This from a woman who's been clipping coupons most of her life. What raised this angry cry?
Imagine for a moment that you'd spent your valuable time clipping coupons for things you'd normally buy. You keep them with you at all times so that when you're ready to buy, you have the coupon with you. You're in the store selecting an item for which you have a coupon. You begin flipping through the coupons, find the one for the item you're purchasing only to find that it's expired. Ahhhhh! It's precisely this sequence of events that triggered the outcry.
As sellers, we're making purchasing our offerings more difficult when we offer coupons as evidenced by the aforementioned sequence. On top of that we're increasing the likelihood of customer dissatisfaction. When our customers really need what we have to offer and they're in possession of an expired coupon, they feel like they're overpaying. The ultimate insanity, though, lies in the fact that we're foregoing revenues and profits to make our customers' live miserable.
Sellers who utilize coupons as part of their marketing/pricing strategy point to the high level of coupon usage. Indeed, roughly 76% of consumers report using coupons "regularly." (You can find more data in my previous post on why you should stop issuing coupons.)
Why is coupon usage so high when the experience itself can be so frustrating? Consumers:
- Will take advantage of a deal when it's offered.
- Don't really track the time they spend clipping, sorting and updating their coupon 'files.'
- Don't calculate the return on investment on their time.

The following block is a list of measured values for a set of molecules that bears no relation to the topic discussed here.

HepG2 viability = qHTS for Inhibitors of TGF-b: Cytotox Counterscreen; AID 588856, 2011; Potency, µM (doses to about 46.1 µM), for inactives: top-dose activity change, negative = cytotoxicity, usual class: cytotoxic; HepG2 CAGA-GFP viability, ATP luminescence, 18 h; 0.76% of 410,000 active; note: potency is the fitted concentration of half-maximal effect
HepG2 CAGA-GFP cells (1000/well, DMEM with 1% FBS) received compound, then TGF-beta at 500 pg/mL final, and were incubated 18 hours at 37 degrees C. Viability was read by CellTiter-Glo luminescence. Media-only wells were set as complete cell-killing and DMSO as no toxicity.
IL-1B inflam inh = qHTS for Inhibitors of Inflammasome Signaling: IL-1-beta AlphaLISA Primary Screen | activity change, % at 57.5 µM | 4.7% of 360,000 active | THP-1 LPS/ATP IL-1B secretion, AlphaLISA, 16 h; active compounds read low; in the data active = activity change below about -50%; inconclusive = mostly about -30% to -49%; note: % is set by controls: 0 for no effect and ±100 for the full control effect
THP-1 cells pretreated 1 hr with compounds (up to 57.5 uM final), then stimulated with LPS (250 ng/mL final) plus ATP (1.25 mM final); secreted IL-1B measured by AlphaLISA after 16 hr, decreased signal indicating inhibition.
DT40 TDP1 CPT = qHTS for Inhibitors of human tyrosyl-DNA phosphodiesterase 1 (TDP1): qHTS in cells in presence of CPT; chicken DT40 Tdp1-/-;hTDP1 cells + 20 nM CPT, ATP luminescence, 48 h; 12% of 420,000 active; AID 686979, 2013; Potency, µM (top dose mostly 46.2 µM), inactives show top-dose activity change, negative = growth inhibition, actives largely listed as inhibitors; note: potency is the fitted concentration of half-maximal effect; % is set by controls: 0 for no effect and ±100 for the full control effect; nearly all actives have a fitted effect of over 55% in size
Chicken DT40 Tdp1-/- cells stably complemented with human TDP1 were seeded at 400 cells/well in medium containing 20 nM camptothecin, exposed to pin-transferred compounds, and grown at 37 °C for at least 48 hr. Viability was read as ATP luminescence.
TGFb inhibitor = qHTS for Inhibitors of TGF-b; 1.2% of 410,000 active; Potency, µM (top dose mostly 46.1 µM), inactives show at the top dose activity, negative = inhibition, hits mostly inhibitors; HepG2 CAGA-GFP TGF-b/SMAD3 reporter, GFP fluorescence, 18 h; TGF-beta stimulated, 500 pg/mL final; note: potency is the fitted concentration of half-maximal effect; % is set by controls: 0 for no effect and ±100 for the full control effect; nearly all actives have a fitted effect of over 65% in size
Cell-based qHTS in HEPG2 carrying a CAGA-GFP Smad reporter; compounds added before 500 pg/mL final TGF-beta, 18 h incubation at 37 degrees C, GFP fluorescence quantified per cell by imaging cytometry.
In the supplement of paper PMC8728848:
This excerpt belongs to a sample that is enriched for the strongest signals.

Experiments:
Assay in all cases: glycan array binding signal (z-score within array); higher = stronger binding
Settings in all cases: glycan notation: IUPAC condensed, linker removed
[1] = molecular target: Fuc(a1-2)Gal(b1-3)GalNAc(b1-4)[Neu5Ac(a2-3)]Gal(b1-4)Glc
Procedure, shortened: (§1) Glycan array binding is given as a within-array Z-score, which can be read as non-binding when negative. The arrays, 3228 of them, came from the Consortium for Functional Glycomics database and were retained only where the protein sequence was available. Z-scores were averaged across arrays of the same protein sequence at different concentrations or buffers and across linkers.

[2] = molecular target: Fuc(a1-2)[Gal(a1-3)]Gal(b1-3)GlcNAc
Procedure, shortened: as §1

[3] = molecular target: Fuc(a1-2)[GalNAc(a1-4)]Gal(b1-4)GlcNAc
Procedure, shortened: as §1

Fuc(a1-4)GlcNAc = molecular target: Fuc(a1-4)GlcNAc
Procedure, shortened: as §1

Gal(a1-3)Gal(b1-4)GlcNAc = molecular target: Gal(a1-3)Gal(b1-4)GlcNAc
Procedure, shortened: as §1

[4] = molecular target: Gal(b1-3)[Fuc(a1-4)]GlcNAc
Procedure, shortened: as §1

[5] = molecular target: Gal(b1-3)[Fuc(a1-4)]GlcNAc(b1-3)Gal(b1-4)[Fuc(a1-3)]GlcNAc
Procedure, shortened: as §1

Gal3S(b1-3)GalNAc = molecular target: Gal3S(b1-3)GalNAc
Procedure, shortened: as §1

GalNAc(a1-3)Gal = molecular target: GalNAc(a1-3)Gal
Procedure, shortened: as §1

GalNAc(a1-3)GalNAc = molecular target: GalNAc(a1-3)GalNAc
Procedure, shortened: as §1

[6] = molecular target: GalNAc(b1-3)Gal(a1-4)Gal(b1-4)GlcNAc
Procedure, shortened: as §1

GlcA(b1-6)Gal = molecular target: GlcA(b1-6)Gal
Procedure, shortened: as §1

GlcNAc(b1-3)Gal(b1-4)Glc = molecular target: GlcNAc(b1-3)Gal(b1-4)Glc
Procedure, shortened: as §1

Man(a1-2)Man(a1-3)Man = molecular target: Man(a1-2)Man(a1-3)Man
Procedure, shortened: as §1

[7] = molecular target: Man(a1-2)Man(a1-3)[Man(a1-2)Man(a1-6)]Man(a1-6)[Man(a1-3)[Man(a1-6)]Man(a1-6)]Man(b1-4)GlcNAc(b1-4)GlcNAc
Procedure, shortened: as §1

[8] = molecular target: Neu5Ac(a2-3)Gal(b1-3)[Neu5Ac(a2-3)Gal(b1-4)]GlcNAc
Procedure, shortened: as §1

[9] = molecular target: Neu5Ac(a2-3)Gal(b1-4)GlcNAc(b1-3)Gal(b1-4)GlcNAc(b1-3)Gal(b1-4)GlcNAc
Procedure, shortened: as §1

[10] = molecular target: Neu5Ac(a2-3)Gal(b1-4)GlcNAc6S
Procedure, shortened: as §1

The fact that customers "regularly" use coupons doesn't alter the fact that you're making your customers work harder to purchase your products/services. If you really don't believe that your offering is worth the price you're asking, lower it to the levels that a consumer would pay with the coupon.
If, however, you know that your offering is worth the price, demonstrate that value by leaving your price alone and stop offering coupons. You make your customers lives easier, avoid the dissatisfaction they experience when they're holding an expired coupon and you enjoy higher revenues and profits.
Still not convinced? Then answer this question, which of the following would you rather have your customers telling their friends?
- I really like (your offering), but it's expensive so I wait for a coupon.
- I buy (your offering). It's a little higher, but it's worth it.
Which of the above statements are more likely to generate new customers for you? The latter, because it's an overwhelming endorsement of the quality of your offering.
Stop making your customers' lives more difficult. Put an end to the needless drain on your revenues. Use those additional profit dollars to find new ways to serve your customers that add value to their lives. Who knows, in this economy, you might just be able to hire an extra worker or two.
Dale Furtwengler is a professional speaker, author and business consultant. His latest book, "Pricing for Profit," is dedicated to helping organizations break the bonds of industry pricing.